Adam’s Blog

That’s my thing, keepin’ the faith, baby. –Joe Friday

Cheers and Boos: Late Edition

Posted by Adam Graham on April 14, 2009

I’m a day and a half late, but with Easter and Google and Twitter turning on me, there’s reason for the delay.

Cheers…to Senator Nicole LeFavour (D-19) for getting her first “Conservative” vote on the Idaho Conservative scorecard in her entire legislative career. Right now she’s a 14% Conservative rating for the year, and a 5% Idaho Conservative rating for her career. This is the first “conservative” vote cast in the Senate from District 19 in the 3 years I’ve been doing the scorecard. The past 3 years, District 19 has a total 2.11% Conservative rating for its delegation.

Cheers…to Julie Fanselow of the Idaho Democratic Party. The Democrats are urging people to run for school board, reminding them the filing deadline is April 17. Julie’s doing her job. I’ll do mine and tell you that if you think having massive school agencies that negotiate with teacher’s unions being made up of people from the Party of Teacher’s Unions, or if you want to bring accountability to school systems, it may be time to consider a run, particularly with Democrats considering it.

BOOS to the Idaho Statesman for calling the legislature’s decision to vote for GARVEE “courageous.” The Statesman may agrees with the legislature’s decision. (I don’t.)  But does it really take courage to vote for a large debt the public doesn’t fully understand?

BOOS to Rep. Grant Burgoyne (D-16) for his hypocritical reader’s view calling for local option taxes. If Rep. Burgoyne truly believes in local control, then perhaps, he may wanto to support allowing all local voters to be able to have a fair chance vote on school board and tax issues.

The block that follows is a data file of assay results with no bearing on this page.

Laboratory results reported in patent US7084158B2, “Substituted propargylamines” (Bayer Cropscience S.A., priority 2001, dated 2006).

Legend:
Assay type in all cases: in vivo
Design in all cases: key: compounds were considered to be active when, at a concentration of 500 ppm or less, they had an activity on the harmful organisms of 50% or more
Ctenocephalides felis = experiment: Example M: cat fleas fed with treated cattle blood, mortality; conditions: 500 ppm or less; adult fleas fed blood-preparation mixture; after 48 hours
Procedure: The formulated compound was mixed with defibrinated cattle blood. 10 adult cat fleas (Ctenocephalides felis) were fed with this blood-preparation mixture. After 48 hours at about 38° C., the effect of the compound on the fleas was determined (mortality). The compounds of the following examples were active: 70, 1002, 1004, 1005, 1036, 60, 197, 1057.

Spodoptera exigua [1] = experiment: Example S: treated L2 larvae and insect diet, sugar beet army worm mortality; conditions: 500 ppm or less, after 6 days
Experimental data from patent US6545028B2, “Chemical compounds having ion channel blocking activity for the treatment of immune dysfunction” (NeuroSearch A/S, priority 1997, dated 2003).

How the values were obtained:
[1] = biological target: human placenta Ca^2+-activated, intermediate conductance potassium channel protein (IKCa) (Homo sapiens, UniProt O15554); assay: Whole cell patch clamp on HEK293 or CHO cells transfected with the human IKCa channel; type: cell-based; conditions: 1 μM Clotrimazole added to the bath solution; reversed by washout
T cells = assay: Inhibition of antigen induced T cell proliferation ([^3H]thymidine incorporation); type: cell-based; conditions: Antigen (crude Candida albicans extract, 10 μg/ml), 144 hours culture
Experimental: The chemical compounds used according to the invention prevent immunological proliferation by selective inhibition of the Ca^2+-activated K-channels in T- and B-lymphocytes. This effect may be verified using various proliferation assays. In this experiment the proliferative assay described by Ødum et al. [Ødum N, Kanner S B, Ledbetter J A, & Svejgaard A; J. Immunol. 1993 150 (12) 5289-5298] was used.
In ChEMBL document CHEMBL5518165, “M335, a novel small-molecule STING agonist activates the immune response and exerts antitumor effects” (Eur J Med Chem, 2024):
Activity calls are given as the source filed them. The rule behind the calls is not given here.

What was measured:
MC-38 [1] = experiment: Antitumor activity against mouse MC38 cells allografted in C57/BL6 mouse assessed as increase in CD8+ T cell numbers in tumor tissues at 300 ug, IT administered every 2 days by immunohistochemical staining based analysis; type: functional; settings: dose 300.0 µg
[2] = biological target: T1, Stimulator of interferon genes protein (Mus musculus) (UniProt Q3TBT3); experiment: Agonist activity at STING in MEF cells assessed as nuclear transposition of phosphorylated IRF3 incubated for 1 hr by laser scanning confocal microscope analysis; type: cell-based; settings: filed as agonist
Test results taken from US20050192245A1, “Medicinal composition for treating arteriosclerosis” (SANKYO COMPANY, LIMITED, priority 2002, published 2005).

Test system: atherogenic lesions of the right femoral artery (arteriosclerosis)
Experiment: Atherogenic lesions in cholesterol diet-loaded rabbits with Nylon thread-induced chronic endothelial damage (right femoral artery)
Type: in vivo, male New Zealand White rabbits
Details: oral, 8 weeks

Secondly, the issue is not local. The last State House approved a Constitutional Amendment on local option taxes. Thus the point of local control has been conceded. The remaining issues are whether the method and rules for local option should be written into the Constitution or subject to mission creep by allowing legislative revision; whether there should be taxpayer protections that requires a 2/3 majority when most citizens are voting or allows the occurrence of stealth elections where special interests favoring the passage of local option taxes can manipulate voter turnout while opponents are struggling to get an organization together; finally, whether this “local” control should have to be an actual locality like Ada County or Canyon County, or if we can start creating localities to excercise local control, letting large counties totally dominate smaller ones.

AdaCanyon County is an arbitrary district, and doesn’t feel like Local Option will preserve local control for Canyon County if it will allow Ada County to force Canyon County into a district that it doesn’t really want or benefit from.

These are the issues, let’s be honest about it.

Boos to Senator Mike Crapo (R-Idaho.) and other hard-working lawmakers who are working to bring back the Pioneer Train line. They may be nearing success. In the short-term, this is good news for the people of Boise and for me in particular. The presence of Amtrak would make it less expensive to travel the West, over to Portland, up to Montana, down to Utah.